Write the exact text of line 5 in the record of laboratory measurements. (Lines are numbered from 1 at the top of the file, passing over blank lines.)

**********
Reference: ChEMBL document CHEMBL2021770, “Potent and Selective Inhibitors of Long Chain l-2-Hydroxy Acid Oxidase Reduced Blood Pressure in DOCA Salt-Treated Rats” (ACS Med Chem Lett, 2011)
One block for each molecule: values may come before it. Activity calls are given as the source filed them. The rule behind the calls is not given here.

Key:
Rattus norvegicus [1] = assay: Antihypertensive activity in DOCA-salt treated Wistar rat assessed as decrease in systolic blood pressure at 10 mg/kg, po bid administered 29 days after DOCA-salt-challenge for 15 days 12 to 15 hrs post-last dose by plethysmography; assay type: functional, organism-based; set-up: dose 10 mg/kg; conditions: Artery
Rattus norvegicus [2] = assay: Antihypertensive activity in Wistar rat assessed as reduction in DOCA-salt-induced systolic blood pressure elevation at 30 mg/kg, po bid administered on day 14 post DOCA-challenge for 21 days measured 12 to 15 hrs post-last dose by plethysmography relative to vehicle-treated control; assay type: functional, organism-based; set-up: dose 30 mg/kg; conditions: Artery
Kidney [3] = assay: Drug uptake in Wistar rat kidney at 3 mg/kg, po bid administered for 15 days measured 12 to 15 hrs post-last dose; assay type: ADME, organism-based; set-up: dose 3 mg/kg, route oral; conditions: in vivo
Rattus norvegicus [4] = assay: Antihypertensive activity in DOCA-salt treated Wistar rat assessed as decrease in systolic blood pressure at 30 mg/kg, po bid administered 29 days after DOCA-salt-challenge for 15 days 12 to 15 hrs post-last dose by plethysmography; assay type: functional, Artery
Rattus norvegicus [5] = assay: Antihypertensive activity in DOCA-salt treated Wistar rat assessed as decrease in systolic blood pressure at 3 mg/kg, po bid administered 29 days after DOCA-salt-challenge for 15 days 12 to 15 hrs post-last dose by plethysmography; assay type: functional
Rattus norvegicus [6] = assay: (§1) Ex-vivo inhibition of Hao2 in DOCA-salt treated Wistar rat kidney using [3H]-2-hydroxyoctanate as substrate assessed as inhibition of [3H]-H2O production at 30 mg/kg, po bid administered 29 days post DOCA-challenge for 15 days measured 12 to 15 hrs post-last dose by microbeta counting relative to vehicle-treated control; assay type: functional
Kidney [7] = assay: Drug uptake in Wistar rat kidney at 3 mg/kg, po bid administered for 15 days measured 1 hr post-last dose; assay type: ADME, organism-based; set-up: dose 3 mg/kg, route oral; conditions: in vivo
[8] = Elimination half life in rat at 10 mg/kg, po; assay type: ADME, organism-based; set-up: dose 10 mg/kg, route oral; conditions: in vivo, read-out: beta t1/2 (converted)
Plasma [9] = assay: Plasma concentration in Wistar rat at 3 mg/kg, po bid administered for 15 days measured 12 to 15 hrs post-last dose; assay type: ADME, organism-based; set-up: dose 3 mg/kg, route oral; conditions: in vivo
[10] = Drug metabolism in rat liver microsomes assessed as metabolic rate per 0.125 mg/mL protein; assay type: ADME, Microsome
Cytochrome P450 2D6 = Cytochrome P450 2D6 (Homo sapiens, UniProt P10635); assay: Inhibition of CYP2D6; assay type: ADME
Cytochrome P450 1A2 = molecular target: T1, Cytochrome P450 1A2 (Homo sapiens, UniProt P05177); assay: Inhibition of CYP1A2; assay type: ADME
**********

Rattus norvegicus [2] = assay: Antihypertensive activity in Wistar rat assessed as reduction in DOCA-salt-induced systolic blood pressure elevation at 30 mg/kg, po bid administered on day 14 post DOCA-challenge for 21 days measured 12 to 15 hrs post-last dose by plethysmography relative to vehicle-treated control; assay type: functional, organism-based; set-up: dose 30 mg/kg; conditions: Artery